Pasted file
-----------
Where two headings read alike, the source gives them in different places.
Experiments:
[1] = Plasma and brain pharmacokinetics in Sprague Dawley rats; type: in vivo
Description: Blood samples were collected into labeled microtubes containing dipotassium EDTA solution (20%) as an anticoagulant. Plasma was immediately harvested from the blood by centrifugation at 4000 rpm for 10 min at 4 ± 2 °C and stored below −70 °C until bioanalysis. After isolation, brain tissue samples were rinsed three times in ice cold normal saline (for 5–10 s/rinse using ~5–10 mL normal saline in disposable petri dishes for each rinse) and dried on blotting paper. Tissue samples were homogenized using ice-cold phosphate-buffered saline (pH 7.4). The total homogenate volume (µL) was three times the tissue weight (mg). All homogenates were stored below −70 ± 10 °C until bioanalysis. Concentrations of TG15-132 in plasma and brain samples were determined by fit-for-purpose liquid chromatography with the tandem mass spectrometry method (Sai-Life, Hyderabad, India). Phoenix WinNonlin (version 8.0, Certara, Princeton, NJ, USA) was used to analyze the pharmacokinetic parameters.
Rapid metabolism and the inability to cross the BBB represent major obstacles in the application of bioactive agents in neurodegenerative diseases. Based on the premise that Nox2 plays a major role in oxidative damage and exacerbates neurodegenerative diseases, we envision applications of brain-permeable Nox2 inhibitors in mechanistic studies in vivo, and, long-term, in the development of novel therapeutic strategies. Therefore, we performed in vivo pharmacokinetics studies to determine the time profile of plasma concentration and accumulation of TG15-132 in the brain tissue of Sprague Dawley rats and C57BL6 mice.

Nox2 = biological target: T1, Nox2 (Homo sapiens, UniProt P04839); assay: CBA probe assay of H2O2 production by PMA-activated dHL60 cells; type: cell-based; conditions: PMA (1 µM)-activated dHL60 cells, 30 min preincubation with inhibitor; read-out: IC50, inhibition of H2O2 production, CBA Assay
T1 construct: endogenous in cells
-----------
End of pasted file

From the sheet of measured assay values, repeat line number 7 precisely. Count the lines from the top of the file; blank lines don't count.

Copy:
T1 construct: endogenous in cells